The demand for high-quality, portable trade-show graphics is growing. Find out about the media for these applications and learn how to pair inks and substrates for maximum impact.
By Ed McCarron
Direct printing onto image-receptive backer and laminating with textured polycarbonate film or textured vinyl is the best solution for pigmented inks or solvent inkjet production. Pigment particles are larger than dyes and tend to sit on the substrate’s surface.
The typical product constructions for pop-ups include direct printing onto a 10-mil, opaque backer with frosted polycarbonate laminate, or reverse printing on polycarbonate with an adhesive- backed laminate. This construction offers an 18- to 20-mil-thick imaged panel that can be finished with magnetic strips that adhere to the face frame of the popup stand.
Many different materials are used for roll-up-display systems. Regardless of the media used, it is critical that roll-up displays feature an opaque substrate (Figure 3). Additionally, roll-up displays must be flexible, as they are often wound in a floor canister on a spool and unwound (like a window shade) to be displayed. Furthermore, due to the fact that vinyl, fabrics, and other soft substrates are prone to edge curl, you should use an opaque film that lies perfectly flat. Edge curl makes roll-up displays look unprofessional and can diminish the message conveyed by the signage. The quality of presentation on lay-flat materials is significantly more impressive than on products that curl. Typical product constructions for roll-ups include 8-mil block-out polyester film and polypropylene or vinyl banner materials.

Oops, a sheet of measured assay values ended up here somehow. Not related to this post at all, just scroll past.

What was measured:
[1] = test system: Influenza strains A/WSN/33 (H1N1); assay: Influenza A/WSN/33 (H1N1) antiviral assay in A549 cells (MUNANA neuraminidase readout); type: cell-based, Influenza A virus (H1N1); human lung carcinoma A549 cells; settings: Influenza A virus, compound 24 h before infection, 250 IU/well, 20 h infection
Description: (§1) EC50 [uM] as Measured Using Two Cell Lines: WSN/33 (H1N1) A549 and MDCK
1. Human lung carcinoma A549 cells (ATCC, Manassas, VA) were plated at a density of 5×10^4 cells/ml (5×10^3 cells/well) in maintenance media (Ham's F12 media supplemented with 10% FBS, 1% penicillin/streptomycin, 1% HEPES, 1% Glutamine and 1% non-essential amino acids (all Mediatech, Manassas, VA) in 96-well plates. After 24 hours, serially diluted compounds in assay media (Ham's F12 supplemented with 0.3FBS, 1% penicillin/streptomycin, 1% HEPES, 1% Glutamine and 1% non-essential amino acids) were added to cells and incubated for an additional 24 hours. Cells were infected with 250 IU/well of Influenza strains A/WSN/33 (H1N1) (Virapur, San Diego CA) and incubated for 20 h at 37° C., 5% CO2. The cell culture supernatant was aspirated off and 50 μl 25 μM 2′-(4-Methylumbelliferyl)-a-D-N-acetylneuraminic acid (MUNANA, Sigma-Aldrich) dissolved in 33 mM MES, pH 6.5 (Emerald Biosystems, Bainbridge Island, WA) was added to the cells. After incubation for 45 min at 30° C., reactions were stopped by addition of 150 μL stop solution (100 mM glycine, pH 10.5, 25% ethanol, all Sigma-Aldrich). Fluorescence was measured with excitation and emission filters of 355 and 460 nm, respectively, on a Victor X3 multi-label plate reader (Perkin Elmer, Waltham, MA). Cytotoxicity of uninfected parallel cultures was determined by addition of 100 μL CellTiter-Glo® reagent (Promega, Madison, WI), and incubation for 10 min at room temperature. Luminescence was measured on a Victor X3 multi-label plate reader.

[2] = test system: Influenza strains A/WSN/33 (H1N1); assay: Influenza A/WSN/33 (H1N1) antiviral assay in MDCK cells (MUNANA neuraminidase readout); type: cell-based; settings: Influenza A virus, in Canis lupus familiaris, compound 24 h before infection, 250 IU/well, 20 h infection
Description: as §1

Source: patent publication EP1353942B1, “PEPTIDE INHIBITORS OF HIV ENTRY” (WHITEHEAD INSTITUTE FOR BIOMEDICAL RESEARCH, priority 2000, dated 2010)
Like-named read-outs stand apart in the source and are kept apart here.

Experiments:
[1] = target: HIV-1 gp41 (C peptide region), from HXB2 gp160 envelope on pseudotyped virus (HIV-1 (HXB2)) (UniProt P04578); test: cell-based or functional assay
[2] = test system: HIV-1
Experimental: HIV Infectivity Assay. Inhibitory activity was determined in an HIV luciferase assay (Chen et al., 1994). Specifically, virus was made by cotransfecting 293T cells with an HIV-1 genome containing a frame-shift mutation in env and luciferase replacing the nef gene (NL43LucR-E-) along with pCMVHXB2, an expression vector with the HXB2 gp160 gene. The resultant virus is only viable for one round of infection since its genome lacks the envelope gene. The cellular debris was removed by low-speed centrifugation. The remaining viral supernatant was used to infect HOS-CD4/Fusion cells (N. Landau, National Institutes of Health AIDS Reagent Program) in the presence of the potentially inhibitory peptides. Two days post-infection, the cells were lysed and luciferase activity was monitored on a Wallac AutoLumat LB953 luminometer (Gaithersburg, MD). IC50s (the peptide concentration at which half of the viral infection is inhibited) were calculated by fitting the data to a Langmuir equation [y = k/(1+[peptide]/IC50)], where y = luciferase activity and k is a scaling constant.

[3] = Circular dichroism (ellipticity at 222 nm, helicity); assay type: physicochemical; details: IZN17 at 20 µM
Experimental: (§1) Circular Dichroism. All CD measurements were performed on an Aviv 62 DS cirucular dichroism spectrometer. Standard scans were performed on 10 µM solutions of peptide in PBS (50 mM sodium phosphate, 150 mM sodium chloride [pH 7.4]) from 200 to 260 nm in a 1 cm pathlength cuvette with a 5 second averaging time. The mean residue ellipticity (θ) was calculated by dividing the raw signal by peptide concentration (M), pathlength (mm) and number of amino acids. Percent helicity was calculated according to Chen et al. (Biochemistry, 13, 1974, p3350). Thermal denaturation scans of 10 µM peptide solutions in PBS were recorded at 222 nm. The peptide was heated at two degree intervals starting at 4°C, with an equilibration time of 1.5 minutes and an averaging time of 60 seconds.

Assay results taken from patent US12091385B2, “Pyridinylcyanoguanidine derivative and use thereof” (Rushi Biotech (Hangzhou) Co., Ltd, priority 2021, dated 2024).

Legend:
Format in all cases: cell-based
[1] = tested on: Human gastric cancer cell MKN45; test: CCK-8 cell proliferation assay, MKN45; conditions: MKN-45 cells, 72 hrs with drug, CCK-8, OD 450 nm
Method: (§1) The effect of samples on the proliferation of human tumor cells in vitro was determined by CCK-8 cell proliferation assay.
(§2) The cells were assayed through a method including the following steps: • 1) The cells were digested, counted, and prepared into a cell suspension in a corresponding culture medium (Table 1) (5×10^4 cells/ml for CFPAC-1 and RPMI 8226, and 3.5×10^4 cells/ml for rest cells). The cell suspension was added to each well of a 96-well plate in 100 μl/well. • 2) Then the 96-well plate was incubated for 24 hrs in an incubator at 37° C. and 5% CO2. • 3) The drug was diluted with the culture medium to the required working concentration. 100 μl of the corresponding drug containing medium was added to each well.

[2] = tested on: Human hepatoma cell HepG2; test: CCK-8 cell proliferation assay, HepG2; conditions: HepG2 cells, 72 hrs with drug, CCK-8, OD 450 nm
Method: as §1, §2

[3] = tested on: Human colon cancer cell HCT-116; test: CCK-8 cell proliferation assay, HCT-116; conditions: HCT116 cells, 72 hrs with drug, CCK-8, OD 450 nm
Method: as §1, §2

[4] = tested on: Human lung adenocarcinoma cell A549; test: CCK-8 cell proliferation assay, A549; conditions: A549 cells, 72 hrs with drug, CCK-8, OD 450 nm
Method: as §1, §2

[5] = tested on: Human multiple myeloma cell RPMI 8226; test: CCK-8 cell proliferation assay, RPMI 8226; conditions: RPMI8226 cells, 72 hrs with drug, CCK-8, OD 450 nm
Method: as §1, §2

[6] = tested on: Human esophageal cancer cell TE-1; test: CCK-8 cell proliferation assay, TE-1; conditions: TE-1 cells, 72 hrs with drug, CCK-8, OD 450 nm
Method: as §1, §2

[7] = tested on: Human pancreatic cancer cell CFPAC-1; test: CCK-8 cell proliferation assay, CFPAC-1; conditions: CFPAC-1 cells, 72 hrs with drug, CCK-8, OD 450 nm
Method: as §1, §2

As for lamination of roll-up displays, the thinnest laminates are a good choice, because the canister has limited room. Lamination of roll-up graphics changes the image’s gloss level and adds durability in this application, where the panel will continuously be rolled in and out of the holding canister. You should use liquid coatings, very thin pressure-sensitive adhesives, or hot-melt laminates.
Backlit displays are, quite simply, graphics that are illuminated from behind. Backlit displays have been around for many years, but recent technological advancements in digital printing and media have eliminated some of the production problems of the past, making it easier to produce high-quality, costeffective backlit graphics. That, coupled with the boom in demand for promotional graphics, has resulted in a sharp increase in illuminated signage.
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